So if the personal success of conferences depends on random chance events and the round table event tickets are delivered by unicorns, how can you build the professional relationships and develop the skills you require? User group events run by actual customers who own and operate systems have traditionally filled this gap. These events have different formats but can be divided into single or multi track events. Single room events are cheaper and easier to organise, while ensuring each speaker on the agenda gets close to 100 percent attendance, for their presentations.
However this is the natural home of death by PowerPoint, as ‘sneaking out’ is difficult with only one option available and the captive audience of customers is a dream come true for sales teams.
No for me, the next best thing to a small group round table is a multi-track local user group event. These events provide a mixture of large ‘key note’ type addresses for consumption by the masses and small break out rooms for more specialised subjects. Main room talks will always draw in a large percentage of the total delegates attending the event, which is why they are in the largest room after all. However, while the information is still broadcast at the audience, the smaller scales involved enable more engagement from the floor, for a two conversation. Often a large percentage of the audience will know each other and the speaker, making it possible to describe solutions in less general terms. Also a small audience which is confident in its own knowledge of a product will quickly pick up on any comment or suggestion which is “less than fair…” and openly challenge it. Speakers beware and do your homework!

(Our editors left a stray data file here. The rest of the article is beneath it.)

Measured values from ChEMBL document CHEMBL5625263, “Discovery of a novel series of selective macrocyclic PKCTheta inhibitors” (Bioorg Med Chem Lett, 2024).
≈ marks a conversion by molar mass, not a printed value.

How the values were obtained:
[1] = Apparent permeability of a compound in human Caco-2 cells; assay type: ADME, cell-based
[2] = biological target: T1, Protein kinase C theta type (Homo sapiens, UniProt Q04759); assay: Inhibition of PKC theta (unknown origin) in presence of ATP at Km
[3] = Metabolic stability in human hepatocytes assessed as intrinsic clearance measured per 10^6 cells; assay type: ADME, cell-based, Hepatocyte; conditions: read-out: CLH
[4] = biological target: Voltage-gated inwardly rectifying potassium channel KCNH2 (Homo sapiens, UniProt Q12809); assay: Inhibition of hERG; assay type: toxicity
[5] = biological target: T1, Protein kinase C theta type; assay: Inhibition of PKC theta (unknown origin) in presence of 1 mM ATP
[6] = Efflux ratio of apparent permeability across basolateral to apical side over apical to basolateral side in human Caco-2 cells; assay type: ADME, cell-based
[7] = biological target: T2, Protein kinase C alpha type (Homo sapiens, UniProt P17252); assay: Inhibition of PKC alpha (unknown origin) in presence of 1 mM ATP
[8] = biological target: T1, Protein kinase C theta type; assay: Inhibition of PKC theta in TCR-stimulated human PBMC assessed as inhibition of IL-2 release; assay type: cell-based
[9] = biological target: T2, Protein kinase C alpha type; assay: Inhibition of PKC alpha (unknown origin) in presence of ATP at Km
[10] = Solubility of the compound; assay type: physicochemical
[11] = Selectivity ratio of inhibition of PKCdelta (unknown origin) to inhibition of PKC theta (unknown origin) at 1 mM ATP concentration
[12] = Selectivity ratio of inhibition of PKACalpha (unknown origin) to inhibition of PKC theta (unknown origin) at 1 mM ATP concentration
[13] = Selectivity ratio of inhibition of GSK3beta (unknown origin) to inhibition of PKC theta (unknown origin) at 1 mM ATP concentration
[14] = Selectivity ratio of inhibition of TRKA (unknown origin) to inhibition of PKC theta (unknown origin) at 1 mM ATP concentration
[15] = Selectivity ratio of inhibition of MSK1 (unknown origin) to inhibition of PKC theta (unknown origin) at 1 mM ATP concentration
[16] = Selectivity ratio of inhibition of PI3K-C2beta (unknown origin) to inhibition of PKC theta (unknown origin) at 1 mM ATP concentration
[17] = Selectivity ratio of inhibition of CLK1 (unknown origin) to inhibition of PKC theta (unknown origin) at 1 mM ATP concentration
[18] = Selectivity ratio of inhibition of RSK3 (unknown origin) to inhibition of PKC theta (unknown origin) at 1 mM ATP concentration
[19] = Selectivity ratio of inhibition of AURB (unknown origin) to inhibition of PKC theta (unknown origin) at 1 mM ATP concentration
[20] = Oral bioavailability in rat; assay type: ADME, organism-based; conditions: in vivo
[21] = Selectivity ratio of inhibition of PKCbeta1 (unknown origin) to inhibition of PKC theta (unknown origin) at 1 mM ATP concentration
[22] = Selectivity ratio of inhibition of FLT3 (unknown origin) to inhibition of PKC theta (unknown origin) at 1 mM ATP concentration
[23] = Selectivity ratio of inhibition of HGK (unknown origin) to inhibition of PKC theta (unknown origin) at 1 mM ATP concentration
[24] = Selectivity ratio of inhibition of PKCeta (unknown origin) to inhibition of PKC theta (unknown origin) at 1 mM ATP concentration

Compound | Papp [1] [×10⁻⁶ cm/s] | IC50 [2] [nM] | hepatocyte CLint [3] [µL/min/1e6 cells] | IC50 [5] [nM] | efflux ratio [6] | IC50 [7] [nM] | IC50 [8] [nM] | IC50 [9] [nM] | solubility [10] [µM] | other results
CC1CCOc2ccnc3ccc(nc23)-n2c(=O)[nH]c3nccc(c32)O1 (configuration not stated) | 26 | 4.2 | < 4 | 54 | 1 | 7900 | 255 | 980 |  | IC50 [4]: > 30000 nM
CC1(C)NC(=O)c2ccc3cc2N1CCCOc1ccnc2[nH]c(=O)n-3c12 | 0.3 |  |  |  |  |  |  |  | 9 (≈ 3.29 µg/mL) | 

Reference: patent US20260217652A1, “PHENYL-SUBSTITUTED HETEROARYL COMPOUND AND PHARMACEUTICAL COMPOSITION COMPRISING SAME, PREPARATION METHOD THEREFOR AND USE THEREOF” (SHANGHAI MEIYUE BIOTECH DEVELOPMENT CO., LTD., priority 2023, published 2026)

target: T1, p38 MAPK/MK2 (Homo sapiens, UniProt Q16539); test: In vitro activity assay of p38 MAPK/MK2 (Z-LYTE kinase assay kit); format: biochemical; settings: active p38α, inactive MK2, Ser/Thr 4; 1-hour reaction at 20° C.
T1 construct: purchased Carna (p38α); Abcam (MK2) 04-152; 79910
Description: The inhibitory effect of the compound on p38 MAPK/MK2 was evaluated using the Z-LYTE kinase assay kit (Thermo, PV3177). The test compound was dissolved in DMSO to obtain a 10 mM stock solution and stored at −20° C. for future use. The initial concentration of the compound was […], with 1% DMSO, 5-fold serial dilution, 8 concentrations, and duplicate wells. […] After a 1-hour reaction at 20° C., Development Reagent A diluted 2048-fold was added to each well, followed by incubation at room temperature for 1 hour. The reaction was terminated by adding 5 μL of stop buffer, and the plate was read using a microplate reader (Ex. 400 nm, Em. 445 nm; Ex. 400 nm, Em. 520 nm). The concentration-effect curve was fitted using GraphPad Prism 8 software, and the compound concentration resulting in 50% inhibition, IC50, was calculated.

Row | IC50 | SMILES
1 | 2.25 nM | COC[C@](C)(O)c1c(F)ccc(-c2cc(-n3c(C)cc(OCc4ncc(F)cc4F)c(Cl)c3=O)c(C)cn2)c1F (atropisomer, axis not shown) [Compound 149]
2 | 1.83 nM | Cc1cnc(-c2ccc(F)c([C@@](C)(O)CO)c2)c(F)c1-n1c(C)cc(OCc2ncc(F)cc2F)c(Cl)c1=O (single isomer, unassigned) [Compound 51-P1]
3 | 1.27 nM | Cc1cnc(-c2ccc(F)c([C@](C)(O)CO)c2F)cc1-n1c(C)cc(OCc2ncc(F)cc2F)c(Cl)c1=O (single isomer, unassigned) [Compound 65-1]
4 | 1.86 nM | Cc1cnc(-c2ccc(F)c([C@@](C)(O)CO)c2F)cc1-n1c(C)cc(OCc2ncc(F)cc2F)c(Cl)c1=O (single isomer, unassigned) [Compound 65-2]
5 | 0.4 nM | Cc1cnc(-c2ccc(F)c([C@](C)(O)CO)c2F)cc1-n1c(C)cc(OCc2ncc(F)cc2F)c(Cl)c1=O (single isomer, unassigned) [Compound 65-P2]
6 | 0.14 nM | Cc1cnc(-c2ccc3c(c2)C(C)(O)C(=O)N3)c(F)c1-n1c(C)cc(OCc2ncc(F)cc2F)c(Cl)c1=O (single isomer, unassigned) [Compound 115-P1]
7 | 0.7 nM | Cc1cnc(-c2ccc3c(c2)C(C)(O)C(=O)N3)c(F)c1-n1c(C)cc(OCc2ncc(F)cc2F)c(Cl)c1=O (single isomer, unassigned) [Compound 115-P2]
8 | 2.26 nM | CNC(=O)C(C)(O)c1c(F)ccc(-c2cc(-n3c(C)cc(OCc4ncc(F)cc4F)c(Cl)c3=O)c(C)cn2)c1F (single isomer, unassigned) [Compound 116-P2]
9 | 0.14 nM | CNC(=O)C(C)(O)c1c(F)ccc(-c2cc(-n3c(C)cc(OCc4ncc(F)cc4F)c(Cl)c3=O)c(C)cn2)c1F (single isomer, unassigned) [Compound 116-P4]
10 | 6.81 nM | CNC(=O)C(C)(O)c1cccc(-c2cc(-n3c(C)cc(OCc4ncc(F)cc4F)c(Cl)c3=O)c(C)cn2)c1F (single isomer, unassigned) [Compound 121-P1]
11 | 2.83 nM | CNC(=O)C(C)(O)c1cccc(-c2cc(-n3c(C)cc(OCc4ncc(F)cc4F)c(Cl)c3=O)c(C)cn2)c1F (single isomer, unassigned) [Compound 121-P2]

For those who already know the speakers subject matter or are not interested in that specific application, there are other items on the agenda. These smaller rooms closely resemble the format of the mythical round table because they are in affect the same. Less than 20 people talking about the actual operation of a product or service and someone from the user group committee to ensure the discussion stays on topic. While using the “wisdom of crowds” to rapidly develop novel solutions during the session.
Networking is the key strength of a user group meeting.
Operating at the regional level, members tend to be local, know each other outside of the group and are able introduce new members to relevant contacts. Networking is the key strength of a user group meeting. Where peer to peer support can frequently resolve technical issues quicker than formal channels; or customers sharing information about deals and discounts can be used by others to further drive cost savings from vendors. The later clearly being a disadvantage to the vendor and not the sort of thing they wish to encourage at ‘their events’.
An improvement on a vendor’s local user group, is an independent user group of customers which is self-funded, because it has the ability to go ‘off message’ and start talking about a products weakness or even the alternative solutions available. Because the group is formed from actual customers, the vendor’s influence over the group is limited, so long as the group remembers it exists solely to serve its members interests and provide the forum to exchange ideas and share information which is correct.